Skip to content
Opinion
Bobby Ghosh

Kenya’s Economy Can’t Afford a Political Crisis

From drought and debt to the inflationary impact of war in Ukraine, its problems demand a speedy resolution of any dispute over election results.

Another election crisis won’t end the worst drought in 40 years.

Another election crisis won’t end the worst drought in 40 years.

Photographer: Simon Maina/AFP via Getty Images

Kenya’s general election was always going to be a close-run thing, with a certain amount of political uncertainty baked into the outcome. Going into the weekend, Raila Odinga, the perennial opposition contender, has rejected the election commission’s announcement that William Ruto had beaten him, by a thin margin of 50.5% to 48.9%, to the presidency.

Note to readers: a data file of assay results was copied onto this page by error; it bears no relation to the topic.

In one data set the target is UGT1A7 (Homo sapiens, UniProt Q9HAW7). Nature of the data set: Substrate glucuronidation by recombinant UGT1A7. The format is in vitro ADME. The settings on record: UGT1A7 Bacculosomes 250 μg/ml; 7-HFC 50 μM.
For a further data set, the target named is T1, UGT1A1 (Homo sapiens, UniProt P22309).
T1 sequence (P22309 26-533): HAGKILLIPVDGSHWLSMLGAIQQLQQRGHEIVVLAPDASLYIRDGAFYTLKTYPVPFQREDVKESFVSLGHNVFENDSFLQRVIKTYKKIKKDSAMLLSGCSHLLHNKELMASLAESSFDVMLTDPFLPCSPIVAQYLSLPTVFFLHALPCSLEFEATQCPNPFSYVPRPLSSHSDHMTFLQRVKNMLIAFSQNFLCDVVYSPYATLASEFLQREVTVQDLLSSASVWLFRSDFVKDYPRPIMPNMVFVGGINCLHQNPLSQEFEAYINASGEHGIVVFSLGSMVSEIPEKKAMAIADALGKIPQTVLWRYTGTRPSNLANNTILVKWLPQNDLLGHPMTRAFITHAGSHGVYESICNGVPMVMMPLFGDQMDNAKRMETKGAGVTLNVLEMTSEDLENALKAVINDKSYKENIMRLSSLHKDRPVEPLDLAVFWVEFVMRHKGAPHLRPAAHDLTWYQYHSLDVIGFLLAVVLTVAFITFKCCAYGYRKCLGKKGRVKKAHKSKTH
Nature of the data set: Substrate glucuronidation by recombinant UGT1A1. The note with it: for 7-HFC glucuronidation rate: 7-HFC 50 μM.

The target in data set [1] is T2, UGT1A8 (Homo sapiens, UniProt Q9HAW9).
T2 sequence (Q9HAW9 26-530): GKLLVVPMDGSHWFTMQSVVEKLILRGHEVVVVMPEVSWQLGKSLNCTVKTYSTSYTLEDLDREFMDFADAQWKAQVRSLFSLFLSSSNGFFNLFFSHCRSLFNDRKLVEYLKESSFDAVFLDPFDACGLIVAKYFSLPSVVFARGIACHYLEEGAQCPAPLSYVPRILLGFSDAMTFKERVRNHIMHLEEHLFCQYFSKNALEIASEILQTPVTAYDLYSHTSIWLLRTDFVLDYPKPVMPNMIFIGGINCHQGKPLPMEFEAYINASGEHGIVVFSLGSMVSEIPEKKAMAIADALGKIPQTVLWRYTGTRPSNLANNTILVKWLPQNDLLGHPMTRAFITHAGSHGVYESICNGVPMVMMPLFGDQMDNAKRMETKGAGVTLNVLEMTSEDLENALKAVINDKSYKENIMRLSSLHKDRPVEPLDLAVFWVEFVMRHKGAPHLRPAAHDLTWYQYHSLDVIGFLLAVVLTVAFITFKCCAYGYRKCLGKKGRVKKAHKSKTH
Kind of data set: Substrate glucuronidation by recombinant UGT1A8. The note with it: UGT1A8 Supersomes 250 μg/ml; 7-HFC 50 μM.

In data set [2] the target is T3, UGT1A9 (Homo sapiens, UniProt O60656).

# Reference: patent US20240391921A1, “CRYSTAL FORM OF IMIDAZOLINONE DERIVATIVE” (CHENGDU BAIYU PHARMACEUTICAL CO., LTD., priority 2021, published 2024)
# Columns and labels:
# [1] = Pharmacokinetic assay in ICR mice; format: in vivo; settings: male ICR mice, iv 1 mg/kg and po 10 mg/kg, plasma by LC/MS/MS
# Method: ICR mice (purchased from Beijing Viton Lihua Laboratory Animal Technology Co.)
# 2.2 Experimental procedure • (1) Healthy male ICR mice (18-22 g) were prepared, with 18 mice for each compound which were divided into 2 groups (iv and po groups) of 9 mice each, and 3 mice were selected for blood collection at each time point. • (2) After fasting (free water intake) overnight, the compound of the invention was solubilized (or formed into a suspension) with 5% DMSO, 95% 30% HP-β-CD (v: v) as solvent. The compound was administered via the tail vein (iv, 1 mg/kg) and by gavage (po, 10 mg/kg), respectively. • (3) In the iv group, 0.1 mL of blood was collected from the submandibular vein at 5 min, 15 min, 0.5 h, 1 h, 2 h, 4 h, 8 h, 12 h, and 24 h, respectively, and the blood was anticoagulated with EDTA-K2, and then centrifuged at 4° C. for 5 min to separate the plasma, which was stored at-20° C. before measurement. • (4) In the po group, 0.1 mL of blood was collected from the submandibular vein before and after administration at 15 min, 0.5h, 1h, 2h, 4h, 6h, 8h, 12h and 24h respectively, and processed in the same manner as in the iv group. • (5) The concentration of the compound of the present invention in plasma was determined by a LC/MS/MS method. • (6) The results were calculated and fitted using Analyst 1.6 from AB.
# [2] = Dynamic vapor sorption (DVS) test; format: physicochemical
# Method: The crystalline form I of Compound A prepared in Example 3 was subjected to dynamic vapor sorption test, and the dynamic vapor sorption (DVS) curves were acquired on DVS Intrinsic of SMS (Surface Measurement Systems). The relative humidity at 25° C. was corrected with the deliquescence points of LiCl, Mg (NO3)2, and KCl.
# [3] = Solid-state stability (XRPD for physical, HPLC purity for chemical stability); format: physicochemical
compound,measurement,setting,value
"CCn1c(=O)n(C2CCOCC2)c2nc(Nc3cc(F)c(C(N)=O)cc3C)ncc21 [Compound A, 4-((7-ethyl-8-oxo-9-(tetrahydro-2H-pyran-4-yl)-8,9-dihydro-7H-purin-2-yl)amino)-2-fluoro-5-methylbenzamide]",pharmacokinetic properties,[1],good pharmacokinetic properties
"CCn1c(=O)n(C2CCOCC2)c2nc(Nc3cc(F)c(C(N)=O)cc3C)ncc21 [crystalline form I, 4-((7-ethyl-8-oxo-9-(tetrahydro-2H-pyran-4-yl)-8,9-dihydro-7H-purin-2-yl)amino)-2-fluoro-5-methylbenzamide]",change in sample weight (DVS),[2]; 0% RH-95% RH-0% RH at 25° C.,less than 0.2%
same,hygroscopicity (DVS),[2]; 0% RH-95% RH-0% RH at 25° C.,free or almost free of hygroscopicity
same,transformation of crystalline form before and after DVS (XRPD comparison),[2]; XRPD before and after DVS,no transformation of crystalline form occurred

Odinga has until next Monday to bring his grievance before the supreme court, which will then have two weeks to decide whether to nullify the result and order a fresh vote — which must take place in 60 days. That would be a replay of 2017, when the court overturned the victory of Uhuru Kenyatta. Odinga, having lost narrowly in the first vote, boycotted the second.